By Al Goodman, CNN
Madrid, Spain (CNN) — The Spanish government put the military in control of air space late Friday to get commercial jets flying again after a surprise air traffic controller strike stranded tens of thousands of travelers, the deputy prime minister announced.
“The prime minister has signed an order giving the Ministry of Defense control of air space in the whole nation until there are guarantees that (civilian) air traffic controllers will provide normal service,” Deputy Prime Minister Alfredo Perez Rubalcaba announced in a nationally televised statement.
He said the measure was taken because of the “extraordinary circumstance of the closure of air space, provoked by the air traffic controllers” and added the government is acting in accord with “the Constitution and existing legislation.”
Many of the stranded passengers sent twitters or called in to newsrooms describing how they were stuck on planes on airport tarmacs. This included families with young children trying to set off on a vacation over the long holiday that continues in Spain through next Wednesday.
CNN affiliate CNN+ reported that military officers had moved to take control at towers at 10 airports before midnight. There are about 47 airports in Spain.
The months-long dispute between the government and the air traffic controllers over conditions and pay reached a climax around 5 p.m. (11 a.m. ET) on Friday when controllers at airports in Madrid and Spain’s Balearic Islands in the Mediterranean walked off en masse. Just a few remained to guide a some remaining planes in the air toward safe landings, officials said. The wildcat strike soon spread to most airports across the nation, affecting hundreds of flights.
The airport authority AENA estimated up to 250,000 people might be affected, including those at airports and those waiting to go on flights that would be delayed or canceled. AENA advised travelers to stay away from airports until they were sure their flights would take off.
The prime minister’s Cabinet earlier Friday approved a measure regulating the controllers’ shifts and work conditions. In addition, the new rules allow the government to put the military in control of air space in case of a wildcat air controller strike.
As the strike carried on late Friday, the government assessed whether controllers were showing up for the late shifts, a senior aide to Prime Minister Jose Luis Rodriguez Zapatero told CNN.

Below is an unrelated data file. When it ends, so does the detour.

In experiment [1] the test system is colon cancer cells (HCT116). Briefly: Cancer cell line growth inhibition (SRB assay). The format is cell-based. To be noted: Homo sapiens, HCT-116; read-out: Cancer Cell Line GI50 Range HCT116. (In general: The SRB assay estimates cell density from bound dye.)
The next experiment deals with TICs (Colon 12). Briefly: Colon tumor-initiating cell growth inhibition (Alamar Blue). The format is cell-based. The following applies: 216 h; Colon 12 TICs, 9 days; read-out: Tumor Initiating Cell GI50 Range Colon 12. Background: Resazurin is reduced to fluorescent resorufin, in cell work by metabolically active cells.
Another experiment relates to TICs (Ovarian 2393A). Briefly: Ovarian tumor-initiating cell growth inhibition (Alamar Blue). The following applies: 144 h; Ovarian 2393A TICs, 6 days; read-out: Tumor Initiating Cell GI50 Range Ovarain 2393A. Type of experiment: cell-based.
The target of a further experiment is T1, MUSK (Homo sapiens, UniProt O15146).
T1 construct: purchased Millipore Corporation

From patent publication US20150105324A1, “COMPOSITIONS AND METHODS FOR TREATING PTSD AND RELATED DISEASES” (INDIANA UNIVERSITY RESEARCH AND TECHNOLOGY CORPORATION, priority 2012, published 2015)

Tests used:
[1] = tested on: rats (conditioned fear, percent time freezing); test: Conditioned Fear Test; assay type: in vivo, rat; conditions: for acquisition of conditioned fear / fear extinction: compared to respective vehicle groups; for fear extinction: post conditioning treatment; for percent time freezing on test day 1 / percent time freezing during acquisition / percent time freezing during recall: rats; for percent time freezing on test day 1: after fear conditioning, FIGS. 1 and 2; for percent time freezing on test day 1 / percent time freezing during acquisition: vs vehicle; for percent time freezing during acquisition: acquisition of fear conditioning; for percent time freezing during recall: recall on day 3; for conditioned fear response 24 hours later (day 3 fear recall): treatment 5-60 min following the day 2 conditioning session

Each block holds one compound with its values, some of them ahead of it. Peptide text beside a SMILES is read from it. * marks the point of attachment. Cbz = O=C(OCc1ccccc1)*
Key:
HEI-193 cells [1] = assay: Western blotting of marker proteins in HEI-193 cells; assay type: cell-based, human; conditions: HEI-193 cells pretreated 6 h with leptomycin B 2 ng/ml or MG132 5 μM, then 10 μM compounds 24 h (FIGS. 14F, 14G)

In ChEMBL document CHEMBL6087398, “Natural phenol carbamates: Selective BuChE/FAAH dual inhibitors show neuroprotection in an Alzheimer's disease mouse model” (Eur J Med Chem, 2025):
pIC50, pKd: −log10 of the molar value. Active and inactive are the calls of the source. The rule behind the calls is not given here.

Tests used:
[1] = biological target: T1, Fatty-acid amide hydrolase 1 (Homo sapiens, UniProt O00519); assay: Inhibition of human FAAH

When it was determined the controllers were not returning in significant numbers, except at Barcelona’s airport, Zapatero signed the order giving the military control, and the deputy prime minister announced it soon after.
Many people holding tickets on the commercial flights scheduled for Friday afternoon and evening said they had little hope of getting out, since Saturday flights were expected to be fully booked for the long holiday.
The government apologized for the inconvenience to travelers in repeated statements and added extra trains from the state-run railway, but not enough to handle everyone who was stranded at airports.
CNN+ reported the government was holding a crisis meeting over the walkout and leaders of the air traffic controllers union were headed to the meeting for talks with the government. At a news conference, AENA President Juan Ignacio Lema apologized to Spaniards for the disruptions.
“This irresponsible decision is provoking grave consequences across Spain,” he said. “It could lead to firing and could be a crime under the criminal code for abandoning a post for unjustified reasons.”He called on controllers “to immediately return to work and stop holding Spaniards as hostages.”
Lema added that since many controllers had alleged medical reasons for leaving their posts, AENA was sending doctors to the airports to attempt to verify the medical conditions of those controllers.
Concha Garcia Campoy, a Cuatro television show host and journalist, said she and her family were stuck aboard a plane on the tarmac at the Madrid airport.
“We entered the plane at 4:50 p.m.,” Garcia Campoy told CNN+ by phone at 7 p.m. (1 p.m. ET). “We were going to London. The plane is full of families and children.”